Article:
Failure to adjust the instructor led to the crash of the Indonesian airliner

Failure to adjust the instructor led to the crash of the Indonesian airliner

JAKARTA, Indonesia (AP) — Indonesian aviation investigators concluded Thursday that a nearly decade-long failure to properly repair a faulty autothrottle, pilots’ over-reliance on the plane’s automation system and inadequate training contributed to the latest crash of a Boeing 737-500. year, which killed 62 people.

Investigators from the National Transportation Safety Board said in their final report that the Sriwijaya Air plane’s maintenance records show that the auto-throttle problem had been reported by pilots 65 times since 2013 and was still unresolved when the 26-year-old plane crashed into the Java Sea. : After the flight from Jakarta on January 9, 2021.

Lead investigator Nurcahyo Utomo told a news conference that the pilots’ last conversation with air traffic control was about 4 minutes after takeoff, when they responded to an instruction to climb to 13,000 feet. The plane’s flight data recorder showed it reached an altitude of 10,900 feet and then began to descend, Utomo said.

He said the plane required less engine thrust as it approached its target altitude, but the autothrottle was unable to reduce power from the right engine due to friction in the mechanical system.

The autothrottle attempted to compensate by further reducing power to the left engine, reducing its output to 34%. The right engine’s power remained at its boost position, or about 92%, resulting in dramatically uneven thrust, the report said.

The pilot fought to lift the plane but “was unable to recover” and the plane rolled to the left, the report said.

A minute later, the flight data recorder indicated that the autothrottle had disengaged as the aircraft landed. The recorder stopped recording after a few seconds.

Autothrottle can be used by pilots to set speed automatically, thereby reducing their workload and wear and tear on their engines. The movements of the automatic throttle are linked to 13 other components of the plane, the report said.

Many of the causes of the plane crash were revealed in a preliminary report released by Indonesian authorities last year. A final report released Thursday provided new details about the pilots’ responses.

Utomo said inadequate training “contributed to the pilot’s inability to prevent and recover from the condition.”

The pilots’ over-reliance on the plane’s automation system may have led to insufficient cockpit monitoring so that the flight deviation was not immediately noticed, the report said.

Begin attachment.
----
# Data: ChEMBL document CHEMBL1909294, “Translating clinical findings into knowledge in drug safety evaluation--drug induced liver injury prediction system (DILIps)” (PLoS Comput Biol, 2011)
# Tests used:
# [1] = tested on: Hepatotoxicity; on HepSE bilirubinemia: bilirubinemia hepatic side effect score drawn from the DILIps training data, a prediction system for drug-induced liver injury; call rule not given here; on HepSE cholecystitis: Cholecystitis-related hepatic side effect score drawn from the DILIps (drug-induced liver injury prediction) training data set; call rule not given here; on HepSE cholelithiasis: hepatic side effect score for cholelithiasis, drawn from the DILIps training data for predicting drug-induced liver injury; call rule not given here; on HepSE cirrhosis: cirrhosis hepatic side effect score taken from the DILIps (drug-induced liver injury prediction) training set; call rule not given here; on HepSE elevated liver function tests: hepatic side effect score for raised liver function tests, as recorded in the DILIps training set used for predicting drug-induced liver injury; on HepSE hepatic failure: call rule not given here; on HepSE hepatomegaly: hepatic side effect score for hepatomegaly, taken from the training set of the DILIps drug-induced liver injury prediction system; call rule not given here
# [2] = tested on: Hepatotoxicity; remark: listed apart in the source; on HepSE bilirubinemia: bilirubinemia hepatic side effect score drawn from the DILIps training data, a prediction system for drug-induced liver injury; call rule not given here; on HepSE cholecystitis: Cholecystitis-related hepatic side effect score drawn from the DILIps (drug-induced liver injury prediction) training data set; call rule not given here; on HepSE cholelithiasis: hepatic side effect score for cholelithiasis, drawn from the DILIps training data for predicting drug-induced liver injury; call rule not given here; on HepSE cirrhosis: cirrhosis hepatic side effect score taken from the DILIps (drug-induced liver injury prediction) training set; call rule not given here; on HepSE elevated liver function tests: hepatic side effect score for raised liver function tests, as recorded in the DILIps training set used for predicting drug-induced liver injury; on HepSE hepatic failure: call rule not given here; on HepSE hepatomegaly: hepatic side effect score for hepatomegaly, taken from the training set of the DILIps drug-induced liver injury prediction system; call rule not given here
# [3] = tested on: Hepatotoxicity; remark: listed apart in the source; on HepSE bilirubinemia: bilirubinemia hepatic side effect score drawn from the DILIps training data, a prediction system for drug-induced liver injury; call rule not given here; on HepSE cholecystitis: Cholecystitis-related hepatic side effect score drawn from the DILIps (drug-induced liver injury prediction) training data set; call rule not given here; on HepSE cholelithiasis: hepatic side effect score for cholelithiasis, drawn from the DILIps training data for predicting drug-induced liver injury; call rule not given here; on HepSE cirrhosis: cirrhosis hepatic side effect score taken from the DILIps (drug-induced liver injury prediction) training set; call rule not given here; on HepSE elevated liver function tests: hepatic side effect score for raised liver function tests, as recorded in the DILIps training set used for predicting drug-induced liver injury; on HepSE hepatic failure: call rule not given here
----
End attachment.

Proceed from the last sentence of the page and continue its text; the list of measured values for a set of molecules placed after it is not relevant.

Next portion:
Utomo said the voice data recorder was working on only one audio channel, and another channel that was supposed to record all the voices in the cockpit was filled with an unknown hum that prevented investigators from fully analyzing the coordination of the two pilots.

The report concluded that multiple attempts to repair the automatic throttle over the years failed because they did not adequately correct the mechanical problem.

Investigators worked with Boeing and engine maker General Electric to examine information from the flight data recorder. A team from the US National Transportation Safety Board and the Federal Aviation Administration have also joined the investigation.

The plane was out of service for almost nine months due to the reduction of flights due to the coronavirus epidemic. Regulators and the airline said they had passed inspections before resuming commercial flights in December 2020.

The disaster renewed concern about the safety of Indonesia’s aviation industry, which has expanded rapidly since the country’s economy opened up after the ouster of dictator Suharto in the late 1990s. The United States banned Indonesian airlines from operating there in 2007, but lifted the measure in 2016, citing improvements to meet international aviation standards. The European Union lifted the similar ban in 2018.

Sriwijaya Air, Indonesia’s domestic airline founded in 2003, has had only minor safety incidents in the past, although a farmer was killed in 2008 when a plane skidded off the runway on landing due to a hydraulic failure.

In 2018, a Boeing 737 MAX 8 operated by the Indonesian airline Lion Air crashed, killing 189 people. The automated flight control system played a role in the crash, but the Sriwijaya Air plane did not have such a system.



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